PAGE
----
oilseed in the world. Soybean oil makes up approximately 28% of the world supply of fats and oils, has been consid ered to be the major vegetable oil produced and consumed in the United States, and more than 90% of the soybean oil

is used in food products (World Soybean Research Confer

ence IH Proceeding, Shibles, R. (Ed.) 1985).

Soybeans thus represent a signi?cant world-wide food

source, providing an excellent source of protein. As such,

soybeans represent potential alternatives to meats.

Tofu and soymilk are two principal food products derived from soybean seeds. More than one billion people in China and SoutheastAsia, it has been stated, rely on tofu as a major food protein source. (Proc. Int. Soya Protein Food Conf., American Soybean Assoc., p. 35 (1970)). Soyrnilk is simi larly an important source for food protein.

One application for which soybean oil may be used is the

production of plastic fats (e.g.—shortenings and marga

rines). Such plastic fats are made with a matrix of solid fats whose interstices are ?lled with liquid oil. Solid fats can

crystallize in several forms with different melting points and physical properties. The forms are commonly designated alpha, beta‘ and beta, with the beta form having the highest melting point and the greatest stability. Forms other than

these three may also be present. The beta‘ form generally has the properties that are most usually desired in a plastic fat. If the solid portion of the plastic fat contains about 15%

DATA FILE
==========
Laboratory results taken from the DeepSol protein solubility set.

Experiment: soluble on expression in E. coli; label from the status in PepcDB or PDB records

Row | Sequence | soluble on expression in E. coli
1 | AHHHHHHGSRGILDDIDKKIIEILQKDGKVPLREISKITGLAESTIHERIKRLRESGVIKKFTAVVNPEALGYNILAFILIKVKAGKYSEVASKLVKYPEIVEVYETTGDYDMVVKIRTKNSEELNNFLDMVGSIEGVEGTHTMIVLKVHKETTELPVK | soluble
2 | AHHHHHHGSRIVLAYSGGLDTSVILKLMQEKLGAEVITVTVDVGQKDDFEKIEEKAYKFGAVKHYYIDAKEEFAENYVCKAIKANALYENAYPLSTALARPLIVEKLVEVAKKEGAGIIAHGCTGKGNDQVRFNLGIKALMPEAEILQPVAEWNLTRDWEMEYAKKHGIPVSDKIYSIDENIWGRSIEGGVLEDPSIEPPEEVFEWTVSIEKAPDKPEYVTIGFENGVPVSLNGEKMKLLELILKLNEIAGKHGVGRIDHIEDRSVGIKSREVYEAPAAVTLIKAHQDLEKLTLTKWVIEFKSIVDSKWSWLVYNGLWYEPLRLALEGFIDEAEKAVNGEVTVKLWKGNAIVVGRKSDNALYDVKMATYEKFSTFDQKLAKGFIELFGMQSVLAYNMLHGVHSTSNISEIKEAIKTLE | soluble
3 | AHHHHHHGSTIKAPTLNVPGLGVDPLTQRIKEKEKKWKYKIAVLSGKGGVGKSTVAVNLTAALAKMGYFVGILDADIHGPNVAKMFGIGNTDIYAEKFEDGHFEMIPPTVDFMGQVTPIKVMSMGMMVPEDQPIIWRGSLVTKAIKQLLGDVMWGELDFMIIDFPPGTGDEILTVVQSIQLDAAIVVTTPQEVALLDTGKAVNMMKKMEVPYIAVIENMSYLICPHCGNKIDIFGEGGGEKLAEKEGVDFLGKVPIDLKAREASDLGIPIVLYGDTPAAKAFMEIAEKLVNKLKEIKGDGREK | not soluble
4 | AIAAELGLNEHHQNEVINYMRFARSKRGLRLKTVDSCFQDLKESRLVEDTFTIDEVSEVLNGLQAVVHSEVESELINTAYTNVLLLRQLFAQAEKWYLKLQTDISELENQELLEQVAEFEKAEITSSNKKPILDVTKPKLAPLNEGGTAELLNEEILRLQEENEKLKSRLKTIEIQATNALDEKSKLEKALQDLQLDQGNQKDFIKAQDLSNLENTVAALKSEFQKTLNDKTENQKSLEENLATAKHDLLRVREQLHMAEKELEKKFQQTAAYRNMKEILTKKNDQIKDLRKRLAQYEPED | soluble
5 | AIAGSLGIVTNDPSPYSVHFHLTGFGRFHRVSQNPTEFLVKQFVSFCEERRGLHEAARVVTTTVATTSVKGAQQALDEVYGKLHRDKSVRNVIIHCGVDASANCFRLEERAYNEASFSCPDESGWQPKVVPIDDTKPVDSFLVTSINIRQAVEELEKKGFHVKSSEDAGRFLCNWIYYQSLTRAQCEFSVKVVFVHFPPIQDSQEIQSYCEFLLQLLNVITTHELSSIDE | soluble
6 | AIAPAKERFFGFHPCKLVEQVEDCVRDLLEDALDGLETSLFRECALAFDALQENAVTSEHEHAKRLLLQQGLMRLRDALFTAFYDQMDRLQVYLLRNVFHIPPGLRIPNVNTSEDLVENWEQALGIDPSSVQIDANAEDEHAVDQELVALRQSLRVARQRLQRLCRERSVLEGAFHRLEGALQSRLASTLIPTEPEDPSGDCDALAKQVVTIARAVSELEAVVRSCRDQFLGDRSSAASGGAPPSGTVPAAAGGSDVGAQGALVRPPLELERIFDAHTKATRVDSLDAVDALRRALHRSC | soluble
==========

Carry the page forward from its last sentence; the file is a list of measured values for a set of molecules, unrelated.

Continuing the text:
or more of palmitic acid and the rest is stearic acid, it will

stabilize in the beta‘ form. If the ratio of stearic/palmitic is

higher, then the fat may convert to the beta form with its less

desirable physical structure.

Soybean 'oil will most usually contain a level of about 10% palmitic acid or so. Accordingly, if such soybean oil is hydrogenated and made into a plastic fat, it will likely

crystallize in the beta form. To prevent this, an oil such as

cottonseed or palm oil that is richer in palmitic acid is blended with the soybean oil.

The use of either palm oil or cottonseed oil presents some di?iculties. Some users thus consider palm oil to be unde

sirable based upon perceived health considerations. On the

other hand, cottonseed oil is generally available only in

limited amounts at a higher price than that of soybean oil. It would accordingly be highly desirable to be able to provide

soybean varieties having su?iciently elevated palmitic acid